Jobs threat from hard Brexit
By Sandy Guthrie11 January 2018
It is estimated that there would 43,000 fewer jobs in UK construction if negotiations for the country’s departure from the Europe (Brexit) ended up with a no-deal scenario – what is being called hard Brexit.
Independent economic analysis commissioned by Mayor of London Sadiq Khan looked at five Brexit scenarios, and is said to have shown that Brexit could lead to a lost decade of lower employment and economic growth.
If the UK leaves the European Union in March 2019 with no deal on the single market, customs union or transition arrangements – which Khan said remained a real possibility “given the short amount of time left to secure a deal and the government’s mishandling of the negotiations to date” – there could be 482,000 fewer jobs in all across the entire UK, together with 15%, or £46.8 billion (€52.66 billion), less investment than if things remained the way they were.
The independent analysis found that there could be 43,000 fewer jobs in construction as a result of a hard Brexit.
It added that even much softer Brexit scenarios, such as the UK remaining in the Single Market but leaving the Customs Union after a transition period – the so-called Norway option – could still result in 18,000 fewer jobs in construction.
In this scenario, there could also be a loss of £18.6 billion (€20.93 billion) of economic output and £20 billion in investment (€22.51 billion).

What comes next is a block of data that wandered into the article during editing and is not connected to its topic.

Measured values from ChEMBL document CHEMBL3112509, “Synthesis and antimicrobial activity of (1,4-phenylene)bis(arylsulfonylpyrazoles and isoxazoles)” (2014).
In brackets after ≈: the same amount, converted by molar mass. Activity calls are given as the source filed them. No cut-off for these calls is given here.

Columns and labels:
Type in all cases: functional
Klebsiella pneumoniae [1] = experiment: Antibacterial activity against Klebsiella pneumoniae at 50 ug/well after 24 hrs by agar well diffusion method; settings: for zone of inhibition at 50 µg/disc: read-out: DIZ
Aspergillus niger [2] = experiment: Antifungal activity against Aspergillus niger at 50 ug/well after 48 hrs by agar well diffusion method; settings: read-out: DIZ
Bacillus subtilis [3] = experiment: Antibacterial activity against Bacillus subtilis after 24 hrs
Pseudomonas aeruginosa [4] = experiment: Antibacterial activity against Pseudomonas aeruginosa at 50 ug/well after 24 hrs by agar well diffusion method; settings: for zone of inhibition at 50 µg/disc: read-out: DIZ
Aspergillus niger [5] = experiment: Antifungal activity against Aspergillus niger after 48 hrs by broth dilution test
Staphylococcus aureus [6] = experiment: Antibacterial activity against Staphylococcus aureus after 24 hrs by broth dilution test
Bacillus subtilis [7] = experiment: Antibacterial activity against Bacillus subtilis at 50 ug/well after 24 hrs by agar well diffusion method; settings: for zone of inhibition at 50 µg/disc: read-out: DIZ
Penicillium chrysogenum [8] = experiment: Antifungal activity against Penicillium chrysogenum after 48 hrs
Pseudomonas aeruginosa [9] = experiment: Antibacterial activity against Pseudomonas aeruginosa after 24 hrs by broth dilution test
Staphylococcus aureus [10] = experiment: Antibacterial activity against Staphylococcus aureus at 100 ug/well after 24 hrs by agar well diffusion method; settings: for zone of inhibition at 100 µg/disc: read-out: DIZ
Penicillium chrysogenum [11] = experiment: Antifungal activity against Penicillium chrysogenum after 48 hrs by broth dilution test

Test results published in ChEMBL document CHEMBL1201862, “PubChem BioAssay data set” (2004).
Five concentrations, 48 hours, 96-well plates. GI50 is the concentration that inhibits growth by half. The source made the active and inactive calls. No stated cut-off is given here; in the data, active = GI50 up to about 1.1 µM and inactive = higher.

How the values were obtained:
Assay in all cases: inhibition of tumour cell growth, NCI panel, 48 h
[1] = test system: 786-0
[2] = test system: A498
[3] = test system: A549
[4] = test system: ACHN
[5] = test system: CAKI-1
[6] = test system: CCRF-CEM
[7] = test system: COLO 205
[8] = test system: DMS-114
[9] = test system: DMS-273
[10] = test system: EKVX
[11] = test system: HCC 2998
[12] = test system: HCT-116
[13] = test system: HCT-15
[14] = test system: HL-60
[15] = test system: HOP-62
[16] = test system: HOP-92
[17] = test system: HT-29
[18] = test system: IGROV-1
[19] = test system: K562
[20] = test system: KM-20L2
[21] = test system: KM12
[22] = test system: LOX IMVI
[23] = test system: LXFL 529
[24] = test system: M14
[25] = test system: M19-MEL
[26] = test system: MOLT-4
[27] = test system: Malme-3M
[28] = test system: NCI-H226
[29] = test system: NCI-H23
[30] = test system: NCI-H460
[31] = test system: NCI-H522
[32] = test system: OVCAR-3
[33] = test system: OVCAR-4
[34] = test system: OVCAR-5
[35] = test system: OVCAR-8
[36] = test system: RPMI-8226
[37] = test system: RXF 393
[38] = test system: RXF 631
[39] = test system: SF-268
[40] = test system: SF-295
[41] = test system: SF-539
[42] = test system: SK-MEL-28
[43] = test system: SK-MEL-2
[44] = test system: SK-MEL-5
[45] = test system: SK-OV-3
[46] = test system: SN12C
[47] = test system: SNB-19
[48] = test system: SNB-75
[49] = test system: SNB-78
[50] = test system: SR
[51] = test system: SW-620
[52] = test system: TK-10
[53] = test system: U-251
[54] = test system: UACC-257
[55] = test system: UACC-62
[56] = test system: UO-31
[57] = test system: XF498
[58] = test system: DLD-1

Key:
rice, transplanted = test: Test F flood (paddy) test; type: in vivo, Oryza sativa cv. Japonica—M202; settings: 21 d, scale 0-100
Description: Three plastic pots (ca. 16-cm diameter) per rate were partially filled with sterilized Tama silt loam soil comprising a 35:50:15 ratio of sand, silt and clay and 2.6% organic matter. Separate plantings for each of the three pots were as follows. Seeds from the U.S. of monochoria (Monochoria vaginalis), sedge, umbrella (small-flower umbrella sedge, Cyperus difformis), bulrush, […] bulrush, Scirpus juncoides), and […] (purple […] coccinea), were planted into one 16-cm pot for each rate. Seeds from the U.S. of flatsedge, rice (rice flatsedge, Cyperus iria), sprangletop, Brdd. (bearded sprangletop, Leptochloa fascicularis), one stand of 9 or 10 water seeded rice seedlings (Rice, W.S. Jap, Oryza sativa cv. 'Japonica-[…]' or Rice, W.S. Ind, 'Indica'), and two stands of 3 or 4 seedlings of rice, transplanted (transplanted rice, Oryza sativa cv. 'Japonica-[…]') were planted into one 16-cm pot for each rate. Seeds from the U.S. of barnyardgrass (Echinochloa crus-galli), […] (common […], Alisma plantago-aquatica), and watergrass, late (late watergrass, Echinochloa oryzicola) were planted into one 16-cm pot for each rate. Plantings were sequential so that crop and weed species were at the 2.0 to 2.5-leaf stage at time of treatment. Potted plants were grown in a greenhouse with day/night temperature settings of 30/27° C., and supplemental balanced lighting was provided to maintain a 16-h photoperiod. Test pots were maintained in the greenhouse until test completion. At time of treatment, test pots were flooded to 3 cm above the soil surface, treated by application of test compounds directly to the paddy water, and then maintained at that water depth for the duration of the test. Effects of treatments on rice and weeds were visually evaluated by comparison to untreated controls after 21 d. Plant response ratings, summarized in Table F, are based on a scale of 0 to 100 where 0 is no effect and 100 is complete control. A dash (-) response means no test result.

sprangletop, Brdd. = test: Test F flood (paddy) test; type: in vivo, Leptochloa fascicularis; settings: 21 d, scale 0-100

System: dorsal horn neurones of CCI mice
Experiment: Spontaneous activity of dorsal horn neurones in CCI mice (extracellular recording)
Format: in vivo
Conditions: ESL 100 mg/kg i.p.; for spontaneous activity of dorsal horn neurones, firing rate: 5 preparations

The Mayor warned that time was fast running out on the negotiations, as a final deal including the full details of a transitional deal and detailed agreement on the outline of a future trade relationship had to be agreed between the UK government and the EU27 by October this year, in order to be ratified by all EU members.
The analysis of the potential impact of the different Brexit scenarios on London and the whole of the UK was commissioned by the Mayor last year from economic analysts Cambridge Econometrics.
Bad for economy
Khan said the independent research showed that every Brexit outcome analysed would be bad for the British economy, but that the harder the Brexit, the more severe the economic damage could be.
He added that the analysis showed that London’s economy would suffer significantly less from Brexit than the rest of the UK.
For London, a no-deal hard Brexit could lead to 5,000 fewer jobs in construction, the research suggested.
Khan reiterated his call for the government to change course in the negotiations. He wants ministers to abandon their hard Brexit approach and instead to push for continued British membership of the single market and customs union.
He said, “This independent analysis reveals the potential economic risks – and human costs – at stake in the negotiations. It should help guide the government to the best outcome for London and the UK.
“The analysis concludes that the harder the Brexit we end up with, the bigger the potential impact on jobs, growth and living standards.”
The Mayor and Cambridge Econometrics pointed out that this analysis was not a precise forecast of what would happen, saying that there were a large number of factors that could impact on these scenarios – not least the details of any final deal with the EU or trade deals struck with any countries.